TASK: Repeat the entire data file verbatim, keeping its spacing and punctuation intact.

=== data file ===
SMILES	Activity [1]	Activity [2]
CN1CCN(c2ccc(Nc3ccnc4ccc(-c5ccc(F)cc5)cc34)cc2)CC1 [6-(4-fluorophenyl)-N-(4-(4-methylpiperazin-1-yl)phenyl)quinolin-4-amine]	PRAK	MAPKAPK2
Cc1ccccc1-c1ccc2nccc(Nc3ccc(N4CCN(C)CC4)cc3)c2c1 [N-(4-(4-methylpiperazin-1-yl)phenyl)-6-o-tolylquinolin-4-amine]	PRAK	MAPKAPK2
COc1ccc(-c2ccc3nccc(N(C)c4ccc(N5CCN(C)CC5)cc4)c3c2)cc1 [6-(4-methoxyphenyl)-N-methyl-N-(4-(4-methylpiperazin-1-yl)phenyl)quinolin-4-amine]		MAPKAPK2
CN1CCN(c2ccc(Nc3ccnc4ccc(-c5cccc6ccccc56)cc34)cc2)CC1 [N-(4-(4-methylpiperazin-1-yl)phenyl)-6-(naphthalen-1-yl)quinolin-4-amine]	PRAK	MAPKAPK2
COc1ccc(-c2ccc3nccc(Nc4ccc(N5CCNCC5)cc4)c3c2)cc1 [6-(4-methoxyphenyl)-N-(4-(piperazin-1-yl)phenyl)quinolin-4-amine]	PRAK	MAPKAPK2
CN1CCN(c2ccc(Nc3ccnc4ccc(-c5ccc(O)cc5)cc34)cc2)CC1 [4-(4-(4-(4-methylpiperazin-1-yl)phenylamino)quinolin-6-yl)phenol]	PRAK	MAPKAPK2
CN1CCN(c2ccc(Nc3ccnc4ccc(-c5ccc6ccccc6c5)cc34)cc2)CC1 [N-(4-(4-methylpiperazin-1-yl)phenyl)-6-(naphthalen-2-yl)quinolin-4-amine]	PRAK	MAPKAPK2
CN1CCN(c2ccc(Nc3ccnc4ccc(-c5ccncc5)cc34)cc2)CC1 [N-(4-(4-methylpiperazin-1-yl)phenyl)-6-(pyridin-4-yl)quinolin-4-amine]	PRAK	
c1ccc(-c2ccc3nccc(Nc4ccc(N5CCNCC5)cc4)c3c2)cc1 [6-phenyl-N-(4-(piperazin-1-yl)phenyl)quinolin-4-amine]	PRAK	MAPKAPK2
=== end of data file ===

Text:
SMILES	Activity [1]	Activity [2]
CN1CCN(c2ccc(Nc3ccnc4ccc(-c5ccc(F)cc5)cc34)cc2)CC1 [6-(4-fluorophenyl)-N-(4-(4-methylpiperazin-1-yl)phenyl)quinolin-4-amine]	PRAK	MAPKAPK2
Cc1ccccc1-c1ccc2nccc(Nc3ccc(N4CCN(C)CC4)cc3)c2c1 [N-(4-(4-methylpiperazin-1-yl)phenyl)-6-o-tolylquinolin-4-amine]	PRAK	MAPKAPK2
COc1ccc(-c2ccc3nccc(N(C)c4ccc(N5CCN(C)CC5)cc4)c3c2)cc1 [6-(4-methoxyphenyl)-N-methyl-N-(4-(4-methylpiperazin-1-yl)phenyl)quinolin-4-amine]		MAPKAPK2
CN1CCN(c2ccc(Nc3ccnc4ccc(-c5cccc6ccccc56)cc34)cc2)CC1 [N-(4-(4-methylpiperazin-1-yl)phenyl)-6-(naphthalen-1-yl)quinolin-4-amine]	PRAK	MAPKAPK2
COc1ccc(-c2ccc3nccc(Nc4ccc(N5CCNCC5)cc4)c3c2)cc1 [6-(4-methoxyphenyl)-N-(4-(piperazin-1-yl)phenyl)quinolin-4-amine]	PRAK	MAPKAPK2
CN1CCN(c2ccc(Nc3ccnc4ccc(-c5ccc(O)cc5)cc34)cc2)CC1 [4-(4-(4-(4-methylpiperazin-1-yl)phenylamino)quinolin-6-yl)phenol]	PRAK	MAPKAPK2
CN1CCN(c2ccc(Nc3ccnc4ccc(-c5ccc6ccccc6c5)cc34)cc2)CC1 [N-(4-(4-methylpiperazin-1-yl)phenyl)-6-(naphthalen-2-yl)quinolin-4-amine]	PRAK	MAPKAPK2
CN1CCN(c2ccc(Nc3ccnc4ccc(-c5ccncc5)cc34)cc2)CC1 [N-(4-(4-methylpiperazin-1-yl)phenyl)-6-(pyridin-4-yl)quinolin-4-amine]	PRAK	
c1ccc(-c2ccc3nccc(Nc4ccc(N5CCNCC5)cc4)c3c2)cc1 [6-phenyl-N-(4-(piperazin-1-yl)phenyl)quinolin-4-amine]	PRAK	MAPKAPK2